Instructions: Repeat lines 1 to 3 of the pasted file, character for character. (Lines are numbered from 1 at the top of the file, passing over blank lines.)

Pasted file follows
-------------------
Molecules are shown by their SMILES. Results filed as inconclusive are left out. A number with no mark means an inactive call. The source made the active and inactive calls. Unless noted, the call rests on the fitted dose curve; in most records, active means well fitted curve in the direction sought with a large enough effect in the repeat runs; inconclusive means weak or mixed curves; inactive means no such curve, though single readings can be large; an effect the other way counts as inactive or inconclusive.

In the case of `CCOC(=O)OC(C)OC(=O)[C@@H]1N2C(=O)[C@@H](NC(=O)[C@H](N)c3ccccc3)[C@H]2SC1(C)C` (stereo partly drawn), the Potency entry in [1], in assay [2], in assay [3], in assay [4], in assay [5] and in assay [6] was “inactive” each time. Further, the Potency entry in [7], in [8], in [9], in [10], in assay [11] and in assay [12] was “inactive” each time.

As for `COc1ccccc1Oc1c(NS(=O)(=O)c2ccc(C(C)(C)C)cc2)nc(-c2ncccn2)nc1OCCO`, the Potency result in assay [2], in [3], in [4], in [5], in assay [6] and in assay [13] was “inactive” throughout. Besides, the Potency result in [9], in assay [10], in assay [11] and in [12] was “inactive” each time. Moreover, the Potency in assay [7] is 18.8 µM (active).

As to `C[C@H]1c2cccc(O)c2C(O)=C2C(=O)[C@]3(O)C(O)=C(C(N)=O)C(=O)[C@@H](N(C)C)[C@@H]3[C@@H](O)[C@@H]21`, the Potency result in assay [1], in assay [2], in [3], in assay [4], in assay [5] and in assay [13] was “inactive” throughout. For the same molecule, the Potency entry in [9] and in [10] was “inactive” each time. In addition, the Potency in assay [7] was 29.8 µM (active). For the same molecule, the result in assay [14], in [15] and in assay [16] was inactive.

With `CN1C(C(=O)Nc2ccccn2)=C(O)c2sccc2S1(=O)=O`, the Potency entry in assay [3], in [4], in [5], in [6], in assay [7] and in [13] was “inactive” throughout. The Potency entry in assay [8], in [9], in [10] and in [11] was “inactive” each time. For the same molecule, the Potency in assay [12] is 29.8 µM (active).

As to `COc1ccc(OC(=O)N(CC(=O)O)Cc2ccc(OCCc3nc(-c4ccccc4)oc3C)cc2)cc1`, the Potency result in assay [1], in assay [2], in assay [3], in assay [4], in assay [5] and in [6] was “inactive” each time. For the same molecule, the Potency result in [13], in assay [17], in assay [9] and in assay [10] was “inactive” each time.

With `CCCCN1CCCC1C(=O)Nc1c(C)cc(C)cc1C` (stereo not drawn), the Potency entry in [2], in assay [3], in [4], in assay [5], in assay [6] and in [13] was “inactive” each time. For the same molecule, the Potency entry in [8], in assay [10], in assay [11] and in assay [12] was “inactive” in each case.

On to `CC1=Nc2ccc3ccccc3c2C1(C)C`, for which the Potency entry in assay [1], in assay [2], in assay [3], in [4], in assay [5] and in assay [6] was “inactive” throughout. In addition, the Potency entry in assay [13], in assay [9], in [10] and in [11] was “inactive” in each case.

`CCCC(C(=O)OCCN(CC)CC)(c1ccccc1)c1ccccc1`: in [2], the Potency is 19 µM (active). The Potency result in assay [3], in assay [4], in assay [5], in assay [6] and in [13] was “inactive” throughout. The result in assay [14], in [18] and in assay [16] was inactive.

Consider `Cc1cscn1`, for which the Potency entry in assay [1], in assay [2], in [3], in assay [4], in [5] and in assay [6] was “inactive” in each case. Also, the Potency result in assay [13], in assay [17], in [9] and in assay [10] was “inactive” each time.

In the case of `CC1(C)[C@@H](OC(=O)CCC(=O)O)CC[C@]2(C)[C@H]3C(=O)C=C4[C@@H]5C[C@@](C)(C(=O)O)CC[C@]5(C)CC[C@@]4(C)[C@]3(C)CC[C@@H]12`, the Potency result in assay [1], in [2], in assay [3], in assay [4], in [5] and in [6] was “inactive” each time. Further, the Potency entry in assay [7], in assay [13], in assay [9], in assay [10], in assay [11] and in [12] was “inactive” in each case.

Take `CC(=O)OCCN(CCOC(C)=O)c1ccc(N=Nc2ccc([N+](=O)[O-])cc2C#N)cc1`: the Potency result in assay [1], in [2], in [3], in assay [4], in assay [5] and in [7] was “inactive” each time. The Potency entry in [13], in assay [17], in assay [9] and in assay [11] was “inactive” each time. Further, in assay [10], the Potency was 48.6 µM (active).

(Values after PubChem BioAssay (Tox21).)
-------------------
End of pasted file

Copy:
Molecules are shown by their SMILES. Results filed as inconclusive are left out. A number with no mark means an inactive call. The source made the active and inactive calls. Unless noted, the call rests on the fitted dose curve; in most records, active means well fitted curve in the direction sought with a large enough effect in the repeat runs; inconclusive means weak or mixed curves; inactive means no such curve, though single readings can be large; an effect the other way counts as inactive or inconclusive.

In the case of `CCOC(=O)OC(C)OC(=O)[C@@H]1N2C(=O)[C@@H](NC(=O)[C@H](N)c3ccccc3)[C@H]2SC1(C)C` (stereo partly drawn), the Potency entry in [1], in assay [2], in assay [3], in assay [4], in assay [5] and in assay [6] was “inactive” each time. Further, the Potency entry in [7], in [8], in [9], in [10], in assay [11] and in assay [12] was “inactive” each time.

As for `COc1ccccc1Oc1c(NS(=O)(=O)c2ccc(C(C)(C)C)cc2)nc(-c2ncccn2)nc1OCCO`, the Potency result in assay [2], in [3], in [4], in [5], in assay [6] and in assay [13] was “inactive” throughout. Besides, the Potency result in [9], in assay [10], in assay [11] and in [12] was “inactive” each time. Moreover, the Potency in assay [7] is 18.8 µM (active).